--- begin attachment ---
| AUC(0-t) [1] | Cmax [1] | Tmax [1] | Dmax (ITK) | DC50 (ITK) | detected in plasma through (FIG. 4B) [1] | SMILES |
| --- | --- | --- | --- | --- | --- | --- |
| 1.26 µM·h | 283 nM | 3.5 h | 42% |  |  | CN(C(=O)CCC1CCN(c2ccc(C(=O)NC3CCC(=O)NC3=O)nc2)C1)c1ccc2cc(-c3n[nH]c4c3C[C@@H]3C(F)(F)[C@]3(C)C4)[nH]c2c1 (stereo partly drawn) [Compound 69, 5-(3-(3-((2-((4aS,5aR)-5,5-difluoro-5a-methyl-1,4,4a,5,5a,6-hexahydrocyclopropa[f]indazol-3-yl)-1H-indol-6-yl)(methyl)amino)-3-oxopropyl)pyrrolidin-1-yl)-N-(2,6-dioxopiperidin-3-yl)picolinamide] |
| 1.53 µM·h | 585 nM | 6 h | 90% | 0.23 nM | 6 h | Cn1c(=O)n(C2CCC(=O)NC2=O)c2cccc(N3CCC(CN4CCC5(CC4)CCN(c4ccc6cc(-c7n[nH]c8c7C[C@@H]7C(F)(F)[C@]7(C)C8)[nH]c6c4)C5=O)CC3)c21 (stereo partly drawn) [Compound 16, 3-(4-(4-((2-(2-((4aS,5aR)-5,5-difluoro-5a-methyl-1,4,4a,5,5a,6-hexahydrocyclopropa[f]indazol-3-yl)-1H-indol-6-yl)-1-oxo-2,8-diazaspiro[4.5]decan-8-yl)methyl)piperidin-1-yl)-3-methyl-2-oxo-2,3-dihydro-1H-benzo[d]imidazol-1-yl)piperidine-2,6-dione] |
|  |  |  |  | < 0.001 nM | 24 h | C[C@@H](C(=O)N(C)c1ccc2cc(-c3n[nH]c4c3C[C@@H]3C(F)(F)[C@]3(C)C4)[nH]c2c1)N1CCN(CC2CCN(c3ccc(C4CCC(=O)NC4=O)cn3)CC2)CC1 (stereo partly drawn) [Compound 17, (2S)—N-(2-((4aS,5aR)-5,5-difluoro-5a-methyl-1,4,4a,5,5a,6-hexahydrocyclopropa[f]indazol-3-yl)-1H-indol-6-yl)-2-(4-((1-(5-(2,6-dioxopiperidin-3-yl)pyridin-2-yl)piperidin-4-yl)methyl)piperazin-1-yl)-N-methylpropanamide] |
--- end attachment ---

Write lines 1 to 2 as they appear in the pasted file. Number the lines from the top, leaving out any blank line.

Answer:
| AUC(0-t) [1] | Cmax [1] | Tmax [1] | Dmax (ITK) | DC50 (ITK) | detected in plasma through (FIG. 4B) [1] | SMILES |
| --- | --- | --- | --- | --- | --- | --- |